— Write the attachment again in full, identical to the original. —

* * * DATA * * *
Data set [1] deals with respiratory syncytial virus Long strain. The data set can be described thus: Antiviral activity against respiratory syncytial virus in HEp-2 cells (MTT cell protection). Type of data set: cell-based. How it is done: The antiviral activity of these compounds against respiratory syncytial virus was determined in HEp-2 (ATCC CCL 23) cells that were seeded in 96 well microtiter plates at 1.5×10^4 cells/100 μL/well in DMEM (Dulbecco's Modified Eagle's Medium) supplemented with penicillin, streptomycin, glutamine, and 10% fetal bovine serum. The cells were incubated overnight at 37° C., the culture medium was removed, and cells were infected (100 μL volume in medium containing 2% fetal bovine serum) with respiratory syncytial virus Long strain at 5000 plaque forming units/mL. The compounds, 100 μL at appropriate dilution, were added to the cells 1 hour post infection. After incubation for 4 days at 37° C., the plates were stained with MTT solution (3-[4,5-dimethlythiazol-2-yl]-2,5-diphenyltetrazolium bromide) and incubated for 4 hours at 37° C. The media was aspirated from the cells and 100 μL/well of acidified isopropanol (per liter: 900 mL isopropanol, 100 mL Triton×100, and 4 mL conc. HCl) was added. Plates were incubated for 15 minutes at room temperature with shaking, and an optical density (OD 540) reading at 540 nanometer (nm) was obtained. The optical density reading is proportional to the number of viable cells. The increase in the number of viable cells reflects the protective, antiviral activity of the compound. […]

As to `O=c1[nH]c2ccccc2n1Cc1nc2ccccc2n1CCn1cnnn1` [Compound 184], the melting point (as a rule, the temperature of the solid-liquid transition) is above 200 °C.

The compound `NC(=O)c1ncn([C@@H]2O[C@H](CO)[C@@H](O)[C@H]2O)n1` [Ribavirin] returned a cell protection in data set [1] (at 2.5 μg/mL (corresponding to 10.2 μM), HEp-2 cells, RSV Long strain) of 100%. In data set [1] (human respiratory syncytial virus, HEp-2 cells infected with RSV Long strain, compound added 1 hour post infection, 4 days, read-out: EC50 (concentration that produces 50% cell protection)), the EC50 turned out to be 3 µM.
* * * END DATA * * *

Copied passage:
Data set [1] deals with respiratory syncytial virus Long strain. The data set can be described thus: Antiviral activity against respiratory syncytial virus in HEp-2 cells (MTT cell protection). Type of data set: cell-based. How it is done: The antiviral activity of these compounds against respiratory syncytial virus was determined in HEp-2 (ATCC CCL 23) cells that were seeded in 96 well microtiter plates at 1.5×10^4 cells/100 μL/well in DMEM (Dulbecco's Modified Eagle's Medium) supplemented with penicillin, streptomycin, glutamine, and 10% fetal bovine serum. The cells were incubated overnight at 37° C., the culture medium was removed, and cells were infected (100 μL volume in medium containing 2% fetal bovine serum) with respiratory syncytial virus Long strain at 5000 plaque forming units/mL. The compounds, 100 μL at appropriate dilution, were added to the cells 1 hour post infection. After incubation for 4 days at 37° C., the plates were stained with MTT solution (3-[4,5-dimethlythiazol-2-yl]-2,5-diphenyltetrazolium bromide) and incubated for 4 hours at 37° C. The media was aspirated from the cells and 100 μL/well of acidified isopropanol (per liter: 900 mL isopropanol, 100 mL Triton×100, and 4 mL conc. HCl) was added. Plates were incubated for 15 minutes at room temperature with shaking, and an optical density (OD 540) reading at 540 nanometer (nm) was obtained. The optical density reading is proportional to the number of viable cells. The increase in the number of viable cells reflects the protective, antiviral activity of the compound. […]

As to `O=c1[nH]c2ccccc2n1Cc1nc2ccccc2n1CCn1cnnn1` [Compound 184], the melting point (as a rule, the temperature of the solid-liquid transition) is above 200 °C.

The compound `NC(=O)c1ncn([C@@H]2O[C@H](CO)[C@@H](O)[C@H]2O)n1` [Ribavirin] returned a cell protection in data set [1] (at 2.5 μg/mL (corresponding to 10.2 μM), HEp-2 cells, RSV Long strain) of 100%. In data set [1] (human respiratory syncytial virus, HEp-2 cells infected with RSV Long strain, compound added 1 hour post infection, 4 days, read-out: EC50 (concentration that produces 50% cell protection)), the EC50 turned out to be 3 µM.